Journal of Cutaneous and Aesthetic Surgery
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Year : 2017  |  Volume : 10  |  Issue : 3  |  Page : 177-179
Large unilateral Noduloplaque over the cheek in a young man


1 Skinnocence: The Skin Clinic, Gurugram, Haryana, India
2 Department of Dermatology and STD, Patna Medical College and Hospital, Patna, Bihar, India
3 Department of Dermatology, HIMS, Safedabad, Uttar Pradesh, India
4 Department of Dermatology, KEM Medical College, Mumbai, Maharashtra, India

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Date of Web Publication4-Jan-2018
 

   Abstract 


How to cite this article:
Sonthalia S, Jha A, Talwar A, Khopkar U. Large unilateral Noduloplaque over the cheek in a young man. J Cutan Aesthet Surg 2017;10:177-9

How to cite this URL:
Sonthalia S, Jha A, Talwar A, Khopkar U. Large unilateral Noduloplaque over the cheek in a young man. J Cutan Aesthet Surg [serial online] 2017 [cited 2020 Jan 29];10:177-9. Available from: http://www.jcasonline.com/text.asp?2017/10/3/177/222206





   Case history Top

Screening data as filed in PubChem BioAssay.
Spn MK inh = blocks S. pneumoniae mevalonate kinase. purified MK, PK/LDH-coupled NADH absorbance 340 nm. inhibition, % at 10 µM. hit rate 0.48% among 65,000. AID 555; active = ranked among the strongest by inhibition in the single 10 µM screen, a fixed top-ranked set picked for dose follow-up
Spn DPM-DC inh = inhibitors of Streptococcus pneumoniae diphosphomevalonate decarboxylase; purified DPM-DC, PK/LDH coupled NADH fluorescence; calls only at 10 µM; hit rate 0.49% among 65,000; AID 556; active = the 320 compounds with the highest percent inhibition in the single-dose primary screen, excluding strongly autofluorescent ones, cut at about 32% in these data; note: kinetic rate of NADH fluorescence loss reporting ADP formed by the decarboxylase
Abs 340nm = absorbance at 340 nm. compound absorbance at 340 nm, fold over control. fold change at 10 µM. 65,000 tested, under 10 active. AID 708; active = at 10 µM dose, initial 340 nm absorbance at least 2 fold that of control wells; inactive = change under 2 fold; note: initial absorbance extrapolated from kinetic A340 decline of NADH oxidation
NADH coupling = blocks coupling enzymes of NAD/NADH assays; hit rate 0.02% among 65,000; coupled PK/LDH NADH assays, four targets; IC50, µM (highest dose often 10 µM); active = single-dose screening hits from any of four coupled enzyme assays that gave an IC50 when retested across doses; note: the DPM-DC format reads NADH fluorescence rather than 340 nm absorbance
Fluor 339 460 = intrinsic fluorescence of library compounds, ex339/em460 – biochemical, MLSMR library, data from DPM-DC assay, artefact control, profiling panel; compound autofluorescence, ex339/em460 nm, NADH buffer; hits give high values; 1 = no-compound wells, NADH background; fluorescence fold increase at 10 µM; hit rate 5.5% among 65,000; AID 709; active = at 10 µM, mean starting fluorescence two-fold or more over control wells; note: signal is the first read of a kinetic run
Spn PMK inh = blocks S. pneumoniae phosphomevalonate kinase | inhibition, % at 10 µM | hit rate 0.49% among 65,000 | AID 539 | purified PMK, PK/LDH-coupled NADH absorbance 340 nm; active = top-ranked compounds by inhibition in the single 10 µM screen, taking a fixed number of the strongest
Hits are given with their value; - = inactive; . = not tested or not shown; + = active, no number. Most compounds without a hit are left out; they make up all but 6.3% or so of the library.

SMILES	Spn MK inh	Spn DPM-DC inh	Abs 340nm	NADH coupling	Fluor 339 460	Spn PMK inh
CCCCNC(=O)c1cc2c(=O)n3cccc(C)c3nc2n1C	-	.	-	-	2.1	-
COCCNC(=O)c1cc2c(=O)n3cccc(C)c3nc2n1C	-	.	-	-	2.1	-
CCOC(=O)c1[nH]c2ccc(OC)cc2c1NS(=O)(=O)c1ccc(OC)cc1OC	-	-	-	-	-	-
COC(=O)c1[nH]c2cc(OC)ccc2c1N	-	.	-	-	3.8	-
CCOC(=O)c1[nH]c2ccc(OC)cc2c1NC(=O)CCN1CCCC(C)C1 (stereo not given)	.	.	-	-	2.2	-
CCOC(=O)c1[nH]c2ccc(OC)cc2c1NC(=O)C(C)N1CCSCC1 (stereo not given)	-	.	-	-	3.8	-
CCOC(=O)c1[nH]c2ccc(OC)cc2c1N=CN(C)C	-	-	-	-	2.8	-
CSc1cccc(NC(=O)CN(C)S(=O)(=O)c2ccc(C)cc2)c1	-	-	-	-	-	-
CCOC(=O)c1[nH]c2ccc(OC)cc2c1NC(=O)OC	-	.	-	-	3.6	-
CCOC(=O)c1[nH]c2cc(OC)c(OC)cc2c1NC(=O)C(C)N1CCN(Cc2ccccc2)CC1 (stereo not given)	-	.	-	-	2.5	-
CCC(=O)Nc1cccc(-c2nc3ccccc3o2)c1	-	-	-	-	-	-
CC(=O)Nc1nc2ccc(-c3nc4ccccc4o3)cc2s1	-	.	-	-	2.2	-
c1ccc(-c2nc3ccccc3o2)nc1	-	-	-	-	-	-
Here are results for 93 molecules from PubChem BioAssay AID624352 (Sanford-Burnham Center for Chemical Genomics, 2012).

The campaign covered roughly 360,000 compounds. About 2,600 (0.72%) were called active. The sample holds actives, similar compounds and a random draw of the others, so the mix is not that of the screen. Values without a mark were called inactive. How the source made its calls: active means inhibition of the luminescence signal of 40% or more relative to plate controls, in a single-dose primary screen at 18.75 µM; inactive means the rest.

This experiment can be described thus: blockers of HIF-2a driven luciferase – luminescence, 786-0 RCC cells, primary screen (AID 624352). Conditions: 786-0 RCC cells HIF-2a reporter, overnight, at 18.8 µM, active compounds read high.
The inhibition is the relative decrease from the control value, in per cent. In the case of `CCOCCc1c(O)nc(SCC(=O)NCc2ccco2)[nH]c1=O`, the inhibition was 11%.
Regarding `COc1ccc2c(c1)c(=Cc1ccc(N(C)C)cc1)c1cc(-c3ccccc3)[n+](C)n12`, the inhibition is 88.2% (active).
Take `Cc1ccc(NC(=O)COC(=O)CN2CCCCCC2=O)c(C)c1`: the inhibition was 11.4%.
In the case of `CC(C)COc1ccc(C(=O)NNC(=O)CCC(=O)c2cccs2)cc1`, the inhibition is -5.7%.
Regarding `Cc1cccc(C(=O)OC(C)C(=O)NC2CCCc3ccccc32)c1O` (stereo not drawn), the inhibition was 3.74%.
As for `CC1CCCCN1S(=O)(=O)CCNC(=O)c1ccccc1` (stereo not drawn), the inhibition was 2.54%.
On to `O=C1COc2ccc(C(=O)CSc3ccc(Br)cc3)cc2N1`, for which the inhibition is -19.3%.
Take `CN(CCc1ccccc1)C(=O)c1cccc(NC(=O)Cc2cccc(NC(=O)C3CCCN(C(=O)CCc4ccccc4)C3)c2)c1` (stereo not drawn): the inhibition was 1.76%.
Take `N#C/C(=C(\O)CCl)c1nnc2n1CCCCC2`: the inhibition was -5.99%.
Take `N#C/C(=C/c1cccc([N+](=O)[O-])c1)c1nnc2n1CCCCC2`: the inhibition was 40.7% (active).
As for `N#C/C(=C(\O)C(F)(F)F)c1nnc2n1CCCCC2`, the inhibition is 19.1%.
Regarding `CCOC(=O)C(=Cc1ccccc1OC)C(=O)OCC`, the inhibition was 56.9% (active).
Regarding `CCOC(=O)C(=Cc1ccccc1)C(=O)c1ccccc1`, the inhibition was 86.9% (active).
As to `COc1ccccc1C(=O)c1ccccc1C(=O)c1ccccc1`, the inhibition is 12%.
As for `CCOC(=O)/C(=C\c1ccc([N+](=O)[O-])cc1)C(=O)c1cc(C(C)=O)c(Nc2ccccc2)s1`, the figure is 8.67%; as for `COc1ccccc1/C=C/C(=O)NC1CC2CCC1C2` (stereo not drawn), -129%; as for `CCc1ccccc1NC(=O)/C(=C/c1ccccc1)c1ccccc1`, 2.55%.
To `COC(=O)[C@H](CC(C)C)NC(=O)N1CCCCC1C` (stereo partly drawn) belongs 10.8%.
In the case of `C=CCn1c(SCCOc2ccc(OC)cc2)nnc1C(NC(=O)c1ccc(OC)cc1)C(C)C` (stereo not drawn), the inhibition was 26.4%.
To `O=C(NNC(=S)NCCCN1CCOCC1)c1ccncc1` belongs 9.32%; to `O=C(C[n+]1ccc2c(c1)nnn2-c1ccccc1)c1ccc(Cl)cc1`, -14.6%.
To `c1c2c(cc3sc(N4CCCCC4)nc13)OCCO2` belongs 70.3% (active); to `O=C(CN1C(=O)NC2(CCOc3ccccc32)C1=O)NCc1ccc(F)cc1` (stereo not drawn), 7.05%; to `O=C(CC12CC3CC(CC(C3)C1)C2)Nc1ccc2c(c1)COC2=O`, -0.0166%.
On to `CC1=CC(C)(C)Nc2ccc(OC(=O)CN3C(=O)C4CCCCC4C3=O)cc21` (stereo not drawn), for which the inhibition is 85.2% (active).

A 30-year-old man presented with a large asymptomatic nodule over the right cheek that appeared 5 years back and enlarged gradually. Patient’s primary concerns were suspicion of a malignancy and facial cosmetic disfigurement. History of prior local trauma or systemic medication was absent. Current history of photosensitivity, and food- or beverage-induced erythema/flushing was negative. Past medical, surgical, and family histories were noncontributory. On examination, the nodule was observed to be skin-colored, 5 × 6 cm in size, and localized over the right cheek inferior to the right lower eyelid. The firm and nontender nodule was immobile and fixed to the underlying structures, with a smooth overlying skin [Figure 1]A. Mild erythema, few acneiform papules, and atrophic scars (suggestive of healed acne) were seen over both the cheeks. There was no visible central punctum or pore. Dermoscopic examination of the plaque revealed few enlarged pilosebaceous openings but no telangiectasias. The lesion was excised in toto. Clinical reevaluation after 6 months revealed no recurrence, although the overlying acne scars seemed more conspicuous, possibly due to the release of the swelling-induced stretching force [Figure 1]B. The histopathological examination from the excised lesion revealed multiple circumscribed, well-developed, and separated sebaceous gland lobules with several normal and occasional improperly oriented vellus follicles in the mid dermis (hematoxylin and eosin, ×100) [Figure 2]. There was no cystic change and no infiltrative growth pattern, lymphovascular space invasion, cytologic atypia, or mitotic figures. Collagen bundles in adventitial dermis were thickened with an increased number of dilated thick-walled capillaries in upper-to-mid dermis (hematoxylin and eosin, ×400) [Figure 3]. Immunohistochemical staining with antibody to Ki-67 nuclear antigen was found to be negative.